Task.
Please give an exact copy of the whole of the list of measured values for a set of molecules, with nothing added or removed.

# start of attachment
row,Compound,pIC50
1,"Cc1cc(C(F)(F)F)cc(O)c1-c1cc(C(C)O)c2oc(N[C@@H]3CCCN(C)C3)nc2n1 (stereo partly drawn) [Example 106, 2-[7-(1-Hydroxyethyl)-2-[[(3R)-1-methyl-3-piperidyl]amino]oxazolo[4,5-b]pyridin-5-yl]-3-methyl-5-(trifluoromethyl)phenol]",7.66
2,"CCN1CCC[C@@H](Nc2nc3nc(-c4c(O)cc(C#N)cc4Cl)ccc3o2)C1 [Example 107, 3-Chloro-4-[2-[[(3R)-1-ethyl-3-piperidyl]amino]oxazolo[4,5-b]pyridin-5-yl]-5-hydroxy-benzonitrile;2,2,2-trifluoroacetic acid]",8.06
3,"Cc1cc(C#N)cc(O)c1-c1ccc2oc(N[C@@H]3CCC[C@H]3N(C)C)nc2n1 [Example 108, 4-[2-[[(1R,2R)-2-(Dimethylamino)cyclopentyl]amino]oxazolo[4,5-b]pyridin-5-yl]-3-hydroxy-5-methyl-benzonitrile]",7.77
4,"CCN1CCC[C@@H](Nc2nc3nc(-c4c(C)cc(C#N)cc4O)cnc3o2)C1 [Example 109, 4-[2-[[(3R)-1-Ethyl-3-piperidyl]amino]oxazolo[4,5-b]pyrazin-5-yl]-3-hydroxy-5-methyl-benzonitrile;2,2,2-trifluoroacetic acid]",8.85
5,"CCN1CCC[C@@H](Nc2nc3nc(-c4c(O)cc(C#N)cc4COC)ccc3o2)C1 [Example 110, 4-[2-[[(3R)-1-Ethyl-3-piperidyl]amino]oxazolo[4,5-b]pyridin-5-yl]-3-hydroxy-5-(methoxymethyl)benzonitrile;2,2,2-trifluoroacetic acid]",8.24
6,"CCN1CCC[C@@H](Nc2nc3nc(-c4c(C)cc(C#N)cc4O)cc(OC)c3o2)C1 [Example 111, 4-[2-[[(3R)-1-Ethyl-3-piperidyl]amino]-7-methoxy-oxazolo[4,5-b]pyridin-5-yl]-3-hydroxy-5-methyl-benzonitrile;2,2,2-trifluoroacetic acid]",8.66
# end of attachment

row,Compound,pIC50
1,"Cc1cc(C(F)(F)F)cc(O)c1-c1cc(C(C)O)c2oc(N[C@@H]3CCCN(C)C3)nc2n1 (stereo partly drawn) [Example 106, 2-[7-(1-Hydroxyethyl)-2-[[(3R)-1-methyl-3-piperidyl]amino]oxazolo[4,5-b]pyridin-5-yl]-3-methyl-5-(trifluoromethyl)phenol]",7.66
2,"CCN1CCC[C@@H](Nc2nc3nc(-c4c(O)cc(C#N)cc4Cl)ccc3o2)C1 [Example 107, 3-Chloro-4-[2-[[(3R)-1-ethyl-3-piperidyl]amino]oxazolo[4,5-b]pyridin-5-yl]-5-hydroxy-benzonitrile;2,2,2-trifluoroacetic acid]",8.06
3,"Cc1cc(C#N)cc(O)c1-c1ccc2oc(N[C@@H]3CCC[C@H]3N(C)C)nc2n1 [Example 108, 4-[2-[[(1R,2R)-2-(Dimethylamino)cyclopentyl]amino]oxazolo[4,5-b]pyridin-5-yl]-3-hydroxy-5-methyl-benzonitrile]",7.77
4,"CCN1CCC[C@@H](Nc2nc3nc(-c4c(C)cc(C#N)cc4O)cnc3o2)C1 [Example 109, 4-[2-[[(3R)-1-Ethyl-3-piperidyl]amino]oxazolo[4,5-b]pyrazin-5-yl]-3-hydroxy-5-methyl-benzonitrile;2,2,2-trifluoroacetic acid]",8.85
5,"CCN1CCC[C@@H](Nc2nc3nc(-c4c(O)cc(C#N)cc4COC)ccc3o2)C1 [Example 110, 4-[2-[[(3R)-1-Ethyl-3-piperidyl]amino]oxazolo[4,5-b]pyridin-5-yl]-3-hydroxy-5-(methoxymethyl)benzonitrile;2,2,2-trifluoroacetic acid]",8.24
6,"CCN1CCC[C@@H](Nc2nc3nc(-c4c(C)cc(C#N)cc4O)cc(OC)c3o2)C1 [Example 111, 4-[2-[[(3R)-1-Ethyl-3-piperidyl]amino]-7-methoxy-oxazolo[4,5-b]pyridin-5-yl]-3-hydroxy-5-methyl-benzonitrile;2,2,2-trifluoroacetic acid]",8.66